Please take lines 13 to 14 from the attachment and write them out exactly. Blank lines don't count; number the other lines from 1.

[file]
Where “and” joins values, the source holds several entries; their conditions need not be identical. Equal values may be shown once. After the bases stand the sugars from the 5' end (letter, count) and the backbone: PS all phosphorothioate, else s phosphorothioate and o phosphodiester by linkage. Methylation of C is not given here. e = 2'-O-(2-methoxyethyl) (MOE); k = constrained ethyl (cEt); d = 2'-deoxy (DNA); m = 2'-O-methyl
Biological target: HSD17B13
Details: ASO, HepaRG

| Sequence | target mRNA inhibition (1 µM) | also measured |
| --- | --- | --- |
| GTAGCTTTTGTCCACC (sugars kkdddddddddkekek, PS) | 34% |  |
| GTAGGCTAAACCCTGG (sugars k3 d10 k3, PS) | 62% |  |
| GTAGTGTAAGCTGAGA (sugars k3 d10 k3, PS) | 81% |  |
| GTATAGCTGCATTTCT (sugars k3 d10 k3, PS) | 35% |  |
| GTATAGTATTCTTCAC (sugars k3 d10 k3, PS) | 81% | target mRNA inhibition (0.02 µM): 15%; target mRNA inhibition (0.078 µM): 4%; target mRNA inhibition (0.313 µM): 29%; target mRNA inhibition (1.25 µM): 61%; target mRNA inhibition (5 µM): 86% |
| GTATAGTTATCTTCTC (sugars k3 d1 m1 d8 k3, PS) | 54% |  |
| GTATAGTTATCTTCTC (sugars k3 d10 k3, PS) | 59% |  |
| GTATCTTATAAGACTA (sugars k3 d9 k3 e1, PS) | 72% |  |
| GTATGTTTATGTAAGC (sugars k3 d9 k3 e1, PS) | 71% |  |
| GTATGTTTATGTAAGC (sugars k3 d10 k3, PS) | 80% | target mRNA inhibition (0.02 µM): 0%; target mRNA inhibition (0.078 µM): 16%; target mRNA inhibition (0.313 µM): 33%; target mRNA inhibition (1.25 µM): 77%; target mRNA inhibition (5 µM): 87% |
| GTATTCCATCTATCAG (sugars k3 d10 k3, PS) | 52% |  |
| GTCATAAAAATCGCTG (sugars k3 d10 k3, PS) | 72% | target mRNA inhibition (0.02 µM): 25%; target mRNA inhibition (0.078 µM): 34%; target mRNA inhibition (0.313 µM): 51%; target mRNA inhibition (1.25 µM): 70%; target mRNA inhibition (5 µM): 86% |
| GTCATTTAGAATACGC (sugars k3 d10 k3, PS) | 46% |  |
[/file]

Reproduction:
| GTATCTTATAAGACTA (sugars k3 d9 k3 e1, PS) | 72% |  |
| GTATGTTTATGTAAGC (sugars k3 d9 k3 e1, PS) | 71% |  |